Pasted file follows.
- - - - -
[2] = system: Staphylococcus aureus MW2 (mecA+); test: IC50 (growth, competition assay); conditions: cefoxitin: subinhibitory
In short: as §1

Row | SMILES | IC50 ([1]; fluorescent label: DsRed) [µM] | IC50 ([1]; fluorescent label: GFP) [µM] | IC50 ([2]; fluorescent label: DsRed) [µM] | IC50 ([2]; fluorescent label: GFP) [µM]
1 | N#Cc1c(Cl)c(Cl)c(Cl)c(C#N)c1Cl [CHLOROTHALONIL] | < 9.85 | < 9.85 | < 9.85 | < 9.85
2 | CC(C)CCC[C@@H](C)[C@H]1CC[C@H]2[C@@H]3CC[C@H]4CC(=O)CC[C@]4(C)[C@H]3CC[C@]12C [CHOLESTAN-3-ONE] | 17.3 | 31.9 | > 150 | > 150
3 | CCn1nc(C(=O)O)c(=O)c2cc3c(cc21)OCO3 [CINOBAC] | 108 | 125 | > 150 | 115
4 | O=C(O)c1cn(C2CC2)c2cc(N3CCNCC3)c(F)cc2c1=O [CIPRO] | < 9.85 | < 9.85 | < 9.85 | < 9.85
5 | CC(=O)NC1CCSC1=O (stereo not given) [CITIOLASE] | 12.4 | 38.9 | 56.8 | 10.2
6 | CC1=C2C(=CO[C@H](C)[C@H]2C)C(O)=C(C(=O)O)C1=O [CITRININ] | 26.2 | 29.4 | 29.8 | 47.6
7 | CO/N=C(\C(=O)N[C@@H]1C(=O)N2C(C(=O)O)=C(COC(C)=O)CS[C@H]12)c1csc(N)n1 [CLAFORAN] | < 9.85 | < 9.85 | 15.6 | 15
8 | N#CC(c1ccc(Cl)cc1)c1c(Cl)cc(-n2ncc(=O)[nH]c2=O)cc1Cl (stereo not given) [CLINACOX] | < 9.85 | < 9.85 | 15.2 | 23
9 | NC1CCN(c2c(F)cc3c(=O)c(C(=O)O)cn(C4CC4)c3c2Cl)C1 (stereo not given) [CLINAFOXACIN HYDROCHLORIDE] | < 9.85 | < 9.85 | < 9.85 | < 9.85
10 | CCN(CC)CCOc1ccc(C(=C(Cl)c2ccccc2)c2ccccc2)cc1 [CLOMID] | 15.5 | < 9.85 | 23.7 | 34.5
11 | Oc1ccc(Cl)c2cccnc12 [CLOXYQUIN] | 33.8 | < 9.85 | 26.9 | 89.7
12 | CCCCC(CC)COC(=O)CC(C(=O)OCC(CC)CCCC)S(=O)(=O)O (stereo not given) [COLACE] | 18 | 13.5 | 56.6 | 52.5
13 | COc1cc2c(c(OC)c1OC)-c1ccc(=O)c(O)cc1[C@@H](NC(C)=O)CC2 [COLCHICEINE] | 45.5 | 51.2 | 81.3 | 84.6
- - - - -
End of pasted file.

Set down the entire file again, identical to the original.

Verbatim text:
[2] = system: Staphylococcus aureus MW2 (mecA+); test: IC50 (growth, competition assay); conditions: cefoxitin: subinhibitory
In short: as §1

Row | SMILES | IC50 ([1]; fluorescent label: DsRed) [µM] | IC50 ([1]; fluorescent label: GFP) [µM] | IC50 ([2]; fluorescent label: DsRed) [µM] | IC50 ([2]; fluorescent label: GFP) [µM]
1 | N#Cc1c(Cl)c(Cl)c(Cl)c(C#N)c1Cl [CHLOROTHALONIL] | < 9.85 | < 9.85 | < 9.85 | < 9.85
2 | CC(C)CCC[C@@H](C)[C@H]1CC[C@H]2[C@@H]3CC[C@H]4CC(=O)CC[C@]4(C)[C@H]3CC[C@]12C [CHOLESTAN-3-ONE] | 17.3 | 31.9 | > 150 | > 150
3 | CCn1nc(C(=O)O)c(=O)c2cc3c(cc21)OCO3 [CINOBAC] | 108 | 125 | > 150 | 115
4 | O=C(O)c1cn(C2CC2)c2cc(N3CCNCC3)c(F)cc2c1=O [CIPRO] | < 9.85 | < 9.85 | < 9.85 | < 9.85
5 | CC(=O)NC1CCSC1=O (stereo not given) [CITIOLASE] | 12.4 | 38.9 | 56.8 | 10.2
6 | CC1=C2C(=CO[C@H](C)[C@H]2C)C(O)=C(C(=O)O)C1=O [CITRININ] | 26.2 | 29.4 | 29.8 | 47.6
7 | CO/N=C(\C(=O)N[C@@H]1C(=O)N2C(C(=O)O)=C(COC(C)=O)CS[C@H]12)c1csc(N)n1 [CLAFORAN] | < 9.85 | < 9.85 | 15.6 | 15
8 | N#CC(c1ccc(Cl)cc1)c1c(Cl)cc(-n2ncc(=O)[nH]c2=O)cc1Cl (stereo not given) [CLINACOX] | < 9.85 | < 9.85 | 15.2 | 23
9 | NC1CCN(c2c(F)cc3c(=O)c(C(=O)O)cn(C4CC4)c3c2Cl)C1 (stereo not given) [CLINAFOXACIN HYDROCHLORIDE] | < 9.85 | < 9.85 | < 9.85 | < 9.85
10 | CCN(CC)CCOc1ccc(C(=C(Cl)c2ccccc2)c2ccccc2)cc1 [CLOMID] | 15.5 | < 9.85 | 23.7 | 34.5
11 | Oc1ccc(Cl)c2cccnc12 [CLOXYQUIN] | 33.8 | < 9.85 | 26.9 | 89.7
12 | CCCCC(CC)COC(=O)CC(C(=O)OCC(CC)CCCC)S(=O)(=O)O (stereo not given) [COLACE] | 18 | 13.5 | 56.6 | 52.5
13 | COc1cc2c(c(OC)c1OC)-c1ccc(=O)c(O)cc1[C@@H](NC(C)=O)CC2 [COLCHICEINE] | 45.5 | 51.2 | 81.3 | 84.6